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Brian King

Born in Dublin in 1942, he studied at the National College of Art and Design in Dublin, where he lectured for a number of years and now heads the sculpture department. He participated in the Irish Exhibition of Living Art from 1964 to 1978, won the exhibition's Carroll's award in 1965, and served as its president for the last 10 years. In 1969 and 1983 he represented Ireland at the Paris Biennale, on the former occasion becoming the first Irish artist to win the major individual prize. His public commissions are typically large-scale metal sculptures in an abstract, minimalist style, based on simple geometric patterns. Solo exhibitions include Dawson Gallery, Dublin (1968, 74, 75); Ulster Museum, Belfast (1973); Project Arts Centre, Dublin (1980); Taylor Galleries, Dublin (1979, 82, 88, 90) and the Douglas Hyde Gallery, Dublin (1982). He has participated in major group exhibitions across Ireland and Europe, and his work is held in public collections including the Hugh Lane Municipal Gallery of Modern Art, Dublin; Crawford Municipal Gallery, Cork; RTÉ; Bank of Ireland; Allied Irish Banks; University of Ulster and University College Dublin.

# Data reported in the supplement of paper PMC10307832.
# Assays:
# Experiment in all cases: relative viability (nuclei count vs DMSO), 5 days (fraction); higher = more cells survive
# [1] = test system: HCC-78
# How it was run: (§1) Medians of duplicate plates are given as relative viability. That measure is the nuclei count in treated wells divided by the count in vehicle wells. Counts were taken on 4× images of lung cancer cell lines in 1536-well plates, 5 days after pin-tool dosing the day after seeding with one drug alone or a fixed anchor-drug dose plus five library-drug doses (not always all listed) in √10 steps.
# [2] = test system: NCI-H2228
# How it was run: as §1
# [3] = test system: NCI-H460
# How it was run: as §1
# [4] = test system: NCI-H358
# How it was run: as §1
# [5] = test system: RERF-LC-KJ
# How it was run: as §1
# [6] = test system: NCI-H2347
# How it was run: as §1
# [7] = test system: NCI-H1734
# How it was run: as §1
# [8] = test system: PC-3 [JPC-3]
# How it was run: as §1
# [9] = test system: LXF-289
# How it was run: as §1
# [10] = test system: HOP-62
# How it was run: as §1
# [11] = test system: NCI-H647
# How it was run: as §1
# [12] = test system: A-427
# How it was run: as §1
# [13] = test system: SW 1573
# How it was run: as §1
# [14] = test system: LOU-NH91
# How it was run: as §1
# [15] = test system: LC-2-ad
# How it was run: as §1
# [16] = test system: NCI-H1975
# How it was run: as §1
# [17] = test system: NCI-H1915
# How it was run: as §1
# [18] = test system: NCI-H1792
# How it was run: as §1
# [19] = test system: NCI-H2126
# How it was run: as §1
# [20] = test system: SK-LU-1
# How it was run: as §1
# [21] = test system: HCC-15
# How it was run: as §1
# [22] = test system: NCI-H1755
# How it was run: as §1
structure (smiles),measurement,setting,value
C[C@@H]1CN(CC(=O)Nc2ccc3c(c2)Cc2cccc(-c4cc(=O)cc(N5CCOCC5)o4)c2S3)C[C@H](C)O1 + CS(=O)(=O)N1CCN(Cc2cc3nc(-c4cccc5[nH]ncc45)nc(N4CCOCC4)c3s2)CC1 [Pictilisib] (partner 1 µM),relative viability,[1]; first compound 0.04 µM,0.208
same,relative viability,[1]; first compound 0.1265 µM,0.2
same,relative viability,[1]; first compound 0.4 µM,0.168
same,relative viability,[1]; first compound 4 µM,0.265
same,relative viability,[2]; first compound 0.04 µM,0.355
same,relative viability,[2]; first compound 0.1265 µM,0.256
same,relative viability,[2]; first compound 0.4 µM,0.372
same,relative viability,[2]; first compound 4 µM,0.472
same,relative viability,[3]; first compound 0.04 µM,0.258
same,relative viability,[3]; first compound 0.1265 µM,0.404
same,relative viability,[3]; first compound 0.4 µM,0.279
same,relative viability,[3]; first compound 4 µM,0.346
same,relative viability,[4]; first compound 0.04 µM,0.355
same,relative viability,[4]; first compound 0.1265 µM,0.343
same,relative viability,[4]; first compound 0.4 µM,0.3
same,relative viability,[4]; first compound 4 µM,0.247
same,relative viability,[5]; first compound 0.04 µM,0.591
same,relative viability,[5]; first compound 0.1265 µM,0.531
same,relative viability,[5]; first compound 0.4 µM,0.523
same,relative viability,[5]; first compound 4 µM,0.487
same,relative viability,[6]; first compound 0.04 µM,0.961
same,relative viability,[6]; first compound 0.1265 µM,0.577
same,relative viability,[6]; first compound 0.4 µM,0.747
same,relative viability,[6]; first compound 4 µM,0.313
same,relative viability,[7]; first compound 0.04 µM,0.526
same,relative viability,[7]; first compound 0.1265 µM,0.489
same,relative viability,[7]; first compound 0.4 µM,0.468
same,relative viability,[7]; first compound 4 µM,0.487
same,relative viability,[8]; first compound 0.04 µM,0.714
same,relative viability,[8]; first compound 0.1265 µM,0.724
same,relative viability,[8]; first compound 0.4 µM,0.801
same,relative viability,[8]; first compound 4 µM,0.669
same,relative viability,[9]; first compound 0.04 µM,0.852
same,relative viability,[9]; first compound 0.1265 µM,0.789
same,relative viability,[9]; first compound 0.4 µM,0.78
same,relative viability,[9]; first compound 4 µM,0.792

Aosdána mourns the death of Brian King

The death of Brian King on 16 April 2017 is a great blow to Aosdána, especially to those of us who remember the excitement and daring of his work as a sculptor and a thinker about the relationship between the artist and society, which filled the last four decades of the 20th century and the beginning of the 21st century. As well as making large monumental public works, such as the 2008 memorial to the war dead in Merrion Square, Brian was a pioneer in environmental and land art. These works, although they were often transitory – he was particularly brilliant in trapping effects of tidal flows in the sea, delaying them in time, then allowing the viewer to see them disappear – were unforgettably playful, founded in the joy of creativity. In later life Brian paid the price for having worked with materials, like resin, without proper protection, but it was typical of him that even when breathing problems prevented him working with his hands as hard as he was used to, he turned to digital media to express himself. Brian King was an outstanding example of the kind of person Aosdána was founded to help, an artist who devotes his life to his work, regardless of official approval or disapproval. May he rest in peace. Aosdána sends condolences to his children, Julian, Adele and Lara, and their mothers, Joan and Tania.

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